"Livin' Like a Lusty Flower" ~ SCROLL DOWN!!! Share Some Life With Me!

"Livin' Like a Lusty Flower" ~ SCROLL DOWN!!! Share Some Life With Me!
"Once in a while you get shown the light in the strangest of places if you look at it right"





Saturday, January 27, 2007

The Blackfoot Maiden

I took this picture this past August 2006. Mighty was trailing behind me and it was a lovely day. Not too hot nor too cold.

I love Rocky Mountain wildflowers and have spent years trying to identify which ones can be used medicinally. When I took the picture you see of the Indian Paintbrush from outside in my yard, it was a lovely cool afternoon and Mighty was trailing behind me sticking his nose in logs and burrows. It was a very lovely memory. I've spent many hours/days/months/years with Mighty traipsing around many a mountain hill while I've been hunched over a particular plant or specie. I also think this is why I became such a rabid fan of disc golf...one would inevitably throw a disc in a bog full of Shooting Stars and Columbines...pure heaven!

I came across the story of the Blackfoot Maiden in Terry Willard Ph.D's book Edible and Medicinal Plants of the Rocky Mountains and Neighboring Territories. I quote him directly

"There is a beautiful story about the origin of Indian Paintbrush in Anora Brown's Old Man's Garden which she has taken from Mabel Burkholder's book "Before the White Man Came"

Once upon a time, a Blackfoot maiden fell in love with a wounded prisoner she was attending. The maiden realised that the tribe was only nursing its captive in order to torture him later. She planned an escape of the prisoner, accompanying him for fear of the punishment for such a deed. After some time in her lover's camp she grew homesick for a glimpse of her old camp. She finally went to the site of her old camp, hid in the nearby bushes, and over-heard two young braves discussing what would happen to the maiden who betrayed them, if only they could find her. Knowing she could never return, but nonetheless longing to return, she took a piece of bark and drew a picture of the camp upon it with her own blood, gashing her leg and painting with a stick. After drawing the picture, the maiden threw the stick away and returned to her lover's camp. Where the stick landed, a little plant grew with a brush-like end, dyed with the blood of this girl, which became the first Indian Paintbrush.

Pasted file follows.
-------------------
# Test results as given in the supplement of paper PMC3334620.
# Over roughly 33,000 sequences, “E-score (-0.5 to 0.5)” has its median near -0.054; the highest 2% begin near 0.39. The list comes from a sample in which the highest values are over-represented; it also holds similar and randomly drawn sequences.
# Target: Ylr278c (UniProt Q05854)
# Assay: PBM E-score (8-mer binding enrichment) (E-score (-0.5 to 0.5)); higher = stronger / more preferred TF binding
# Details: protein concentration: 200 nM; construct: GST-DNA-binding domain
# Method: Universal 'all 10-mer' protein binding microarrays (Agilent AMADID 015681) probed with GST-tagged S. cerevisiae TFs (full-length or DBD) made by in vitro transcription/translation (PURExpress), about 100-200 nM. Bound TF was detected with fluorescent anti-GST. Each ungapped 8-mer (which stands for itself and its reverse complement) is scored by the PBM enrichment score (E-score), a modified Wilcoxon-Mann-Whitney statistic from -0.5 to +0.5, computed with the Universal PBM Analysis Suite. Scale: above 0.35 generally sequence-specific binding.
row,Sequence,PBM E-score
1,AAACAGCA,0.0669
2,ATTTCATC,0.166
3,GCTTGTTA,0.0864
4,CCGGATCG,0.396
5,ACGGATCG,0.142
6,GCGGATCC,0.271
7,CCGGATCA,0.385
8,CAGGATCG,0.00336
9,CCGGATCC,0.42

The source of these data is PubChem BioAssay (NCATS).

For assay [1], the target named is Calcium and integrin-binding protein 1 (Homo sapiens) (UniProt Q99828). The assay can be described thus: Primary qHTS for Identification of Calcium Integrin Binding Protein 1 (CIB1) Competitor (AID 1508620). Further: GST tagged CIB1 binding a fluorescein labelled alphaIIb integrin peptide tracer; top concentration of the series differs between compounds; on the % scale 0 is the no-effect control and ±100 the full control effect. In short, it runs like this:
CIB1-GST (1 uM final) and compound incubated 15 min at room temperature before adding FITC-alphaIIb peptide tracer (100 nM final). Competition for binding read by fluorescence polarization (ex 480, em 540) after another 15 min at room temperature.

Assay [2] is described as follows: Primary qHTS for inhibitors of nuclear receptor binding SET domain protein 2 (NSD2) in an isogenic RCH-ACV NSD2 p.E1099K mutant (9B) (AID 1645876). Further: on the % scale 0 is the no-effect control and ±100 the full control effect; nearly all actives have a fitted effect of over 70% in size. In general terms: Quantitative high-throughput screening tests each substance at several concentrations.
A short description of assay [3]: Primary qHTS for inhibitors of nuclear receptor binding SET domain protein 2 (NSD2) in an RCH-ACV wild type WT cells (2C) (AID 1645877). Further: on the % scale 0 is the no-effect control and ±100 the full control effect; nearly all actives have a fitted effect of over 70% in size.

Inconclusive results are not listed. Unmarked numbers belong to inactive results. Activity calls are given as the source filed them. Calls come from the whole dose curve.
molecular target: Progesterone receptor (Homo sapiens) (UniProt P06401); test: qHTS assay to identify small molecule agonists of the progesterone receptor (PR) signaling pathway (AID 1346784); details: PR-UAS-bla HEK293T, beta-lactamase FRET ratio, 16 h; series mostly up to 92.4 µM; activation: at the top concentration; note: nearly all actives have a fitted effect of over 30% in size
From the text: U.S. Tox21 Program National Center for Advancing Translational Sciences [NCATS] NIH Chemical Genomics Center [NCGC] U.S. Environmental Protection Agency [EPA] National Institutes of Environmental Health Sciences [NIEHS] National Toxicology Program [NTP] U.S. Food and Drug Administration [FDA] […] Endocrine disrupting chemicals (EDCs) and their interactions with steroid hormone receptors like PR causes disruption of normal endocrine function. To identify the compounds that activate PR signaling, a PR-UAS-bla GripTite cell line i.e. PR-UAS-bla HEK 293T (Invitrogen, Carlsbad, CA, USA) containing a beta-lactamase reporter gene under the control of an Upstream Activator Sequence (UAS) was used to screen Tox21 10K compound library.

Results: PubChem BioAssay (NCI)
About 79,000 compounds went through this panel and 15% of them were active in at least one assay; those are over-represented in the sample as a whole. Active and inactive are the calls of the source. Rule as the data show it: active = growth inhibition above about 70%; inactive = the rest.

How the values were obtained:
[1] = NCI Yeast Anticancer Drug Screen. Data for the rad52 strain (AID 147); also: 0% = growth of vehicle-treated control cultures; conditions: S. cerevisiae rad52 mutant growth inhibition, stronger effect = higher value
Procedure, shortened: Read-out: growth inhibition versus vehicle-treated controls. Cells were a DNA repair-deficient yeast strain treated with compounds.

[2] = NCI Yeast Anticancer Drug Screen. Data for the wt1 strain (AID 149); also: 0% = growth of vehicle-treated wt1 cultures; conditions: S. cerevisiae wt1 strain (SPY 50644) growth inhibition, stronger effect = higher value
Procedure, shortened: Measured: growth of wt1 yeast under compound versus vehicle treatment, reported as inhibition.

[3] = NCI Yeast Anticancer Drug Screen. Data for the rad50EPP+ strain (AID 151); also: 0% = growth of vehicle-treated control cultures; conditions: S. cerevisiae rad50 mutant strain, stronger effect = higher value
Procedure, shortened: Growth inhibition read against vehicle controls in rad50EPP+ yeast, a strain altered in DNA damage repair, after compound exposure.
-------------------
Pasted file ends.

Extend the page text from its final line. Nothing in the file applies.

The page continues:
Thursday, January 18, 2007

"of the people, by the people, for the people..." For obvious reasons I can't send this to all of my best friends...it would or could appear I'm electing to overthrow the government...but isn't it my duty? Hasn't it also been written "We hold these truths to be self evident..." yes, I'm sure these ring strong with you as well. Of course I take liberties...I paraphrase, delete, omit, include what I want to share...I have always loved these words...I hope we choose to keep them strong, healthy,vibrant and ALIVE! IN CONGRESS, July 4, 1776. The unanimous Declaration of the thirteen united States of America, When in the Course of human events, it becomes necessary for one people to dissolve the political bands which have connected them with another, and to assume among the powers of the earth, the separate and equal station to which the Laws of Nature and of Nature's God entitle them, a decent respect to the opinions of mankind requires that they should declare the causes which impel them to the separation. We hold these truths to be self-evident, that all men are created equal, that they are endowed by their Creator with certain unalienable Rights, that among these are Life, Liberty and the pursuit of Happiness.--That to secure these rights, Governments are instituted among Men, deriving their just powers from the consent of the governed, --That whenever any Form of Government becomes destructive of these ends, it is the Right of the People to alter or to abolish it, and to institute new Government, laying its foundation on such principles and organizing its powers in such form, as to them shall seem most likely to effect their Safety and Happiness. Prudence, indeed, will dictate that Governments long established should not be changed for light and transient causes; and accordingly all experience hath shewn, that mankind are more disposed to suffer, while evils are sufferable, than to right themselves by abolishing the forms to which they are accustomed. But when a long train of abuses and usurpations, pursuing invariably the same Object evinces a design to reduce them under absolute Despotism, it is their right, it is their duty, to throw off such Government, and to provide new Guards for their future security In every stage of these Oppressions We have Petitioned for Redress in the most humble terms: Our repeated Petitions have been answered only by repeated injury. A Prince whose character is thus marked by every act which may define a Tyrant, is unfit to be the ruler of a free people. Declaration of INDEPENDENCE! We got CONSTITUTION too! We the People of the United States, in Order to form a more perfect Union, establish Justice, insure domestic Tranquility, provide for the common defence, promote the general Welfare, and secure the Blessings of Liberty to ourselves and our Posterity, do ordain and establish this Constitution for the United States of America